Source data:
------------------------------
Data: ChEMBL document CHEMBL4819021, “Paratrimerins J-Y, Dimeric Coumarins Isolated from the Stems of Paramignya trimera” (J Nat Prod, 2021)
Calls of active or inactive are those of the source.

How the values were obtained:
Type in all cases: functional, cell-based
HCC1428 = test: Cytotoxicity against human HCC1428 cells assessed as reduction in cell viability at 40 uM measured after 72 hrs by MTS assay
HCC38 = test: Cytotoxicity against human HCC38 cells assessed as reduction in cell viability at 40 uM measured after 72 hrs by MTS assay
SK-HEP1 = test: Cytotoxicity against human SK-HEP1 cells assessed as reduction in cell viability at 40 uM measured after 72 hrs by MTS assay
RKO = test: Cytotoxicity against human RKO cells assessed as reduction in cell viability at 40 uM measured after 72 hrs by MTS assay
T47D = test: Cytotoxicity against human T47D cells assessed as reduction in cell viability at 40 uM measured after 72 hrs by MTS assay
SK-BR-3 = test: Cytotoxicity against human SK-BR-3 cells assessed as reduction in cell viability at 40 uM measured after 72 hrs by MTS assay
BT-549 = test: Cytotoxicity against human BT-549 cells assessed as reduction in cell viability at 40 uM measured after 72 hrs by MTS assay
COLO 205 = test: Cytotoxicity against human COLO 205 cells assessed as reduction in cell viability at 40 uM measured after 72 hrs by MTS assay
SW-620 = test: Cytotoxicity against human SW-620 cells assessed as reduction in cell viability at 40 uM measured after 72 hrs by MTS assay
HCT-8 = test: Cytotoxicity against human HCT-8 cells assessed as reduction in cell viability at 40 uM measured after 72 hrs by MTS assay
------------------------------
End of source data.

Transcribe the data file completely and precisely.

Data: ChEMBL document CHEMBL4819021, “Paratrimerins J-Y, Dimeric Coumarins Isolated from the Stems of Paramignya trimera” (J Nat Prod, 2021)
Calls of active or inactive are those of the source.

How the values were obtained:
Type in all cases: functional, cell-based
HCC1428 = test: Cytotoxicity against human HCC1428 cells assessed as reduction in cell viability at 40 uM measured after 72 hrs by MTS assay
HCC38 = test: Cytotoxicity against human HCC38 cells assessed as reduction in cell viability at 40 uM measured after 72 hrs by MTS assay
SK-HEP1 = test: Cytotoxicity against human SK-HEP1 cells assessed as reduction in cell viability at 40 uM measured after 72 hrs by MTS assay
RKO = test: Cytotoxicity against human RKO cells assessed as reduction in cell viability at 40 uM measured after 72 hrs by MTS assay
T47D = test: Cytotoxicity against human T47D cells assessed as reduction in cell viability at 40 uM measured after 72 hrs by MTS assay
SK-BR-3 = test: Cytotoxicity against human SK-BR-3 cells assessed as reduction in cell viability at 40 uM measured after 72 hrs by MTS assay
BT-549 = test: Cytotoxicity against human BT-549 cells assessed as reduction in cell viability at 40 uM measured after 72 hrs by MTS assay
COLO 205 = test: Cytotoxicity against human COLO 205 cells assessed as reduction in cell viability at 40 uM measured after 72 hrs by MTS assay
SW-620 = test: Cytotoxicity against human SW-620 cells assessed as reduction in cell viability at 40 uM measured after 72 hrs by MTS assay
HCT-8 = test: Cytotoxicity against human HCT-8 cells assessed as reduction in cell viability at 40 uM measured after 72 hrs by MTS assay